Certificate of deposit rates continue their slide this week, the financial equivalent of a death march for weary bank interest rate investors.

We have the exact numbers below, as measured by the BankingMyWay Weekly CD Rate Tracker, but the reasons for the slow-motion cliff dive for CD rates remain pretty much the same — with a potentially frightening new ingredient tossed into the pot from the Federal Reserve.

The latter data point comes from the Royal Bank of Scotland (Stock Quote: RBS) in two spots, via its U.S. Weekly Economic Update for June 21, and also through a separate June letter to investors from chief economist Andrew Roberts.

First, it looks a lot like the global recession, which was supposed to be herded out the door by global economic policy makers, is back lurking on the doorstep. A big reason why is that the key indicators pointing to a recession, especially the absence of inflation, are back on the table.

Says the RBS in last week’s update: "'Dis-inflation' remained the theme in the May inflation release. Consumer price inflation dipped to 2% y/y in May, from 2.2% in April, maintaining the downward trend that started in January. Volatile movements in energy prices were behind the change — they were almost 15% higher than last year — whilst core CPI, which excludes energy, was just 0.9%, highlighting that deflation (outright declines in consumer prices) remains a real risk if the pace of the recovery slackens."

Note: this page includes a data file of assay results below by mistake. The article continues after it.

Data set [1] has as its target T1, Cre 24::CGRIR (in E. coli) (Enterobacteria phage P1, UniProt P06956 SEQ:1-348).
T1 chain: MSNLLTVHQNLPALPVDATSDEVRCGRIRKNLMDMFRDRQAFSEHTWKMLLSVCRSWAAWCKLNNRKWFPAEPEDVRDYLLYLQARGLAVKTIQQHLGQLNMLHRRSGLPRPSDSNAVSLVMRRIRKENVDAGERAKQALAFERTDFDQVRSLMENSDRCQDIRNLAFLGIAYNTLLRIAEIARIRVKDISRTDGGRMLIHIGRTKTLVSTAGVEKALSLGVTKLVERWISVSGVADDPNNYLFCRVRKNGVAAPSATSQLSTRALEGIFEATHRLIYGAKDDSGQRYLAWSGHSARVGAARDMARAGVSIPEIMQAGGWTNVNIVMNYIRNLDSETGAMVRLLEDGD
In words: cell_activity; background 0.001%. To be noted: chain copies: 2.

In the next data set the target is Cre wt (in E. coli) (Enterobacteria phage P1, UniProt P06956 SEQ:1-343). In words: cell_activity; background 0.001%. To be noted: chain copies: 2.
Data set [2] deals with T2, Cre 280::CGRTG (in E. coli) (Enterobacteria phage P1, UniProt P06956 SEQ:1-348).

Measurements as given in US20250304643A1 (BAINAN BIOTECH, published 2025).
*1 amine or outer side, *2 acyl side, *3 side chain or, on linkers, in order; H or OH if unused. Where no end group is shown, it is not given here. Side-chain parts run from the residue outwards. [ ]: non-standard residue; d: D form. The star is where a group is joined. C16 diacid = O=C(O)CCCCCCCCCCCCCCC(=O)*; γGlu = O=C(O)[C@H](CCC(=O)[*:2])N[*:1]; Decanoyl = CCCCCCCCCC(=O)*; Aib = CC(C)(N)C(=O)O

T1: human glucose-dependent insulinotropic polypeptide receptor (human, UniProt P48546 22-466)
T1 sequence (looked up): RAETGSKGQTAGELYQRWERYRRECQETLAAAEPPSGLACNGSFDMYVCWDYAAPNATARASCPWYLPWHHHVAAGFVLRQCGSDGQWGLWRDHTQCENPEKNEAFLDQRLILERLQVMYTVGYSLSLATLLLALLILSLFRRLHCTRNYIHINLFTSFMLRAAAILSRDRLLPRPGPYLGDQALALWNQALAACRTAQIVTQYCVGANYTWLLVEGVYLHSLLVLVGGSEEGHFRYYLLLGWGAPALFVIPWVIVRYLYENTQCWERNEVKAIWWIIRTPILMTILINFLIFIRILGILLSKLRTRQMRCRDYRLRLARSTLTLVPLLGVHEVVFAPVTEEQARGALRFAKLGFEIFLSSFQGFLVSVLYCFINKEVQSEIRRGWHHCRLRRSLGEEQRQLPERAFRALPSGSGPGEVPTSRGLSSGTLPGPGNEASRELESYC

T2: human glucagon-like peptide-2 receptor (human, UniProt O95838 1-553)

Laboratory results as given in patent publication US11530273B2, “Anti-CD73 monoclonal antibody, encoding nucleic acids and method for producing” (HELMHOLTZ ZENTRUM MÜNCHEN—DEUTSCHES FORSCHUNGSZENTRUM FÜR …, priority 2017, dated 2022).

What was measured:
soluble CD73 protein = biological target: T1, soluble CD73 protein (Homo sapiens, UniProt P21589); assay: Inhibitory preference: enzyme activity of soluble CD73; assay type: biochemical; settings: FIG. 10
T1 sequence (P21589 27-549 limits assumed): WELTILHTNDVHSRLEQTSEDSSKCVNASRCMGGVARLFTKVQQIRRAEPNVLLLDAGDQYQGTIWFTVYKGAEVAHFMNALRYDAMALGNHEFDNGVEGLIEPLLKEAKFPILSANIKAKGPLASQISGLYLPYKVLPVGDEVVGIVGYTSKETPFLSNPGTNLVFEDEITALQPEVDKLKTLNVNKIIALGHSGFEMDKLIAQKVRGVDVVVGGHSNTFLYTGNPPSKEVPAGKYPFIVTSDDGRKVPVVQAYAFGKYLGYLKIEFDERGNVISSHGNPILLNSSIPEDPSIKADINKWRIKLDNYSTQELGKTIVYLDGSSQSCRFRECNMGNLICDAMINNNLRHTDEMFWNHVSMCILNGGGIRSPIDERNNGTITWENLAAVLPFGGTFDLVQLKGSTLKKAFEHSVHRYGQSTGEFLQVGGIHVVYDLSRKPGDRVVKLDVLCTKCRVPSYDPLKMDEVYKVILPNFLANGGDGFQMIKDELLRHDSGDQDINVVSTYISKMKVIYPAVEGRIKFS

More threatening is the outlook from RBS’s Roberts, who told his clients last week that a steep fall back into recession might be imminent.

Writes Roberts: “We cannot stress enough how strongly we believe that a cliff-edge may be around the corner, for the global banking system (particularly in Europe) and for the global economy. Think the unthinkable.”

Roberts predicts that the Federal Reserve will have to open up one of its last powerful weapons against the specter of a deep recession — its printing press. He says that the Fed will have to pull the lever on “monster” quantitative easing, i.e. flooding the economy with U.S. dollars, to thwart a global economic downturn.

That prediction trails back to a line first uttered by the current Federal Reserve Chairman Ben Bernanke speech in 2002, entitled "Deflation: Making Sure It Doesn’t Happen Here." Said Bernanke at the time: "The U.S. government has a technology, called a printing press, that allows it to produce as many U.S. dollars as it wishes at essentially no cost."

With interest rates already close to zero, and the appetite for spending more taxpayer money not particularly strong in Washington, D.C., rolling out the printing presses to fight deflation — and a possible economic calamity — is one of the few weapons the Fed has left.

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For bank interest rate investors, such a scenario is a sobering one. All that talk earlier in the year that the Fed would lift interest rates to fight off inflation as the economy grew stronger was just that — talk. As RBS’s Roberts points out, deflation is now the looming threat. Consequently, the economic battlefield has shifted, and not necessarily in favor of certificate of deposit holders.

For the week, CD rates continued to slide. Here is a glance, as calculated by the BankingMyWay Weekly CD Rate Tracker:

Description          This Week     Last Week

60-Month CD            2.064%        2.064%

48-Month CD            1.755%        1.758%

24-Month CD            1.177%        1.186%

12-Month CD            0.734%        0.742%

Six-Month CD            0.476%        0.484%

Three-Month CD        0.306%        0.309%

Chronic low rates are discouraging, but even more discouraging is not taking steps to do something about them. The first step is to check out BankingMyWay’s CD Rate Search. Week-to-week, it’s the most thorough review of bank CD rates in the market.

—For the best rates on loans, bank accounts and credit cards, enter your ZIP code at BankingMyWay.com.